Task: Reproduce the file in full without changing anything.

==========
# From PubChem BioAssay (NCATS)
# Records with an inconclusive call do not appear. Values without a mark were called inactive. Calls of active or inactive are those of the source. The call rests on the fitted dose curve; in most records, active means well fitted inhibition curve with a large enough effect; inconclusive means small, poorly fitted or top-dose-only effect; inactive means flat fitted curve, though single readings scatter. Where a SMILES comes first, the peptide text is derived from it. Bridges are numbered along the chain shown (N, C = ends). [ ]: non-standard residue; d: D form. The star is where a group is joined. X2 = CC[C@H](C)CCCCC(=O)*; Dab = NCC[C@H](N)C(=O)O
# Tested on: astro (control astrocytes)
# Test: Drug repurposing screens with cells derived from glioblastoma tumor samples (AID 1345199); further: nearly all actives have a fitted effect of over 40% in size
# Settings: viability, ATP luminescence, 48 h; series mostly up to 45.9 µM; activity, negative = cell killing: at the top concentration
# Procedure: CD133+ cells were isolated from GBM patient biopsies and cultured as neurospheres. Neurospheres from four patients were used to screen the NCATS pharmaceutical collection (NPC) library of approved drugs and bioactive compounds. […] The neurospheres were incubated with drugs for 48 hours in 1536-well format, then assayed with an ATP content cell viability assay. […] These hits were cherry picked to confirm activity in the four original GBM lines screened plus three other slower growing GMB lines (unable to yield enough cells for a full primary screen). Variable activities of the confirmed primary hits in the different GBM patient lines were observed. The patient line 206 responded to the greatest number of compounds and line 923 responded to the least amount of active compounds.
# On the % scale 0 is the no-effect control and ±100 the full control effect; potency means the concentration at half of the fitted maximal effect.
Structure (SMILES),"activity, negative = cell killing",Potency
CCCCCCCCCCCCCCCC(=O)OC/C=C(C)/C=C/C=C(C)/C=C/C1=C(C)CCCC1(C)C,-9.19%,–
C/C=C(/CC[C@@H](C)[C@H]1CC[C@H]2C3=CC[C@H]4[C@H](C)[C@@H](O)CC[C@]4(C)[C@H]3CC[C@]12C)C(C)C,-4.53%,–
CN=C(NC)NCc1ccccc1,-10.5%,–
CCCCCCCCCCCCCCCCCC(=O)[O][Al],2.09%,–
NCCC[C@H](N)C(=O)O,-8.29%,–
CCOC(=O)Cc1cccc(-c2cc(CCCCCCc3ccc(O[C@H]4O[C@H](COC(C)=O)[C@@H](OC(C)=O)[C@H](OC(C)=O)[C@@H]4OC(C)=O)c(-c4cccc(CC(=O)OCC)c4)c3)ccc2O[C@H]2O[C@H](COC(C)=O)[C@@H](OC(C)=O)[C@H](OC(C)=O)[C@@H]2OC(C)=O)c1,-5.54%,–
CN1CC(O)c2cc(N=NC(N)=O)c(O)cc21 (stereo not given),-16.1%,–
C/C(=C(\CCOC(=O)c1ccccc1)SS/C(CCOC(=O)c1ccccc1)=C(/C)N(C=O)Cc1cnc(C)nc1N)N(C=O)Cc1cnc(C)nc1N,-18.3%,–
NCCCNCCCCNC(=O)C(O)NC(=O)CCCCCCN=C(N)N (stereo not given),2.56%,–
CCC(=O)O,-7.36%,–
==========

# From PubChem BioAssay (NCATS)
# Records with an inconclusive call do not appear. Values without a mark were called inactive. Calls of active or inactive are those of the source. The call rests on the fitted dose curve; in most records, active means well fitted inhibition curve with a large enough effect; inconclusive means small, poorly fitted or top-dose-only effect; inactive means flat fitted curve, though single readings scatter. Where a SMILES comes first, the peptide text is derived from it. Bridges are numbered along the chain shown (N, C = ends). [ ]: non-standard residue; d: D form. The star is where a group is joined. X2 = CC[C@H](C)CCCCC(=O)*; Dab = NCC[C@H](N)C(=O)O
# Tested on: astro (control astrocytes)
# Test: Drug repurposing screens with cells derived from glioblastoma tumor samples (AID 1345199); further: nearly all actives have a fitted effect of over 40% in size
# Settings: viability, ATP luminescence, 48 h; series mostly up to 45.9 µM; activity, negative = cell killing: at the top concentration
# Procedure: CD133+ cells were isolated from GBM patient biopsies and cultured as neurospheres. Neurospheres from four patients were used to screen the NCATS pharmaceutical collection (NPC) library of approved drugs and bioactive compounds. […] The neurospheres were incubated with drugs for 48 hours in 1536-well format, then assayed with an ATP content cell viability assay. […] These hits were cherry picked to confirm activity in the four original GBM lines screened plus three other slower growing GMB lines (unable to yield enough cells for a full primary screen). Variable activities of the confirmed primary hits in the different GBM patient lines were observed. The patient line 206 responded to the greatest number of compounds and line 923 responded to the least amount of active compounds.
# On the % scale 0 is the no-effect control and ±100 the full control effect; potency means the concentration at half of the fitted maximal effect.
Structure (SMILES),"activity, negative = cell killing",Potency
CCCCCCCCCCCCCCCC(=O)OC/C=C(C)/C=C/C=C(C)/C=C/C1=C(C)CCCC1(C)C,-9.19%,–
C/C=C(/CC[C@@H](C)[C@H]1CC[C@H]2C3=CC[C@H]4[C@H](C)[C@@H](O)CC[C@]4(C)[C@H]3CC[C@]12C)C(C)C,-4.53%,–
CN=C(NC)NCc1ccccc1,-10.5%,–
CCCCCCCCCCCCCCCCCC(=O)[O][Al],2.09%,–
NCCC[C@H](N)C(=O)O,-8.29%,–
CCOC(=O)Cc1cccc(-c2cc(CCCCCCc3ccc(O[C@H]4O[C@H](COC(C)=O)[C@@H](OC(C)=O)[C@H](OC(C)=O)[C@@H]4OC(C)=O)c(-c4cccc(CC(=O)OCC)c4)c3)ccc2O[C@H]2O[C@H](COC(C)=O)[C@@H](OC(C)=O)[C@H](OC(C)=O)[C@@H]2OC(C)=O)c1,-5.54%,–
CN1CC(O)c2cc(N=NC(N)=O)c(O)cc21 (stereo not given),-16.1%,–
C/C(=C(\CCOC(=O)c1ccccc1)SS/C(CCOC(=O)c1ccccc1)=C(/C)N(C=O)Cc1cnc(C)nc1N)N(C=O)Cc1cnc(C)nc1N,-18.3%,–
NCCCNCCCCNC(=O)C(O)NC(=O)CCCCCCN=C(N)N (stereo not given),2.56%,–
CCC(=O)O,-7.36%,–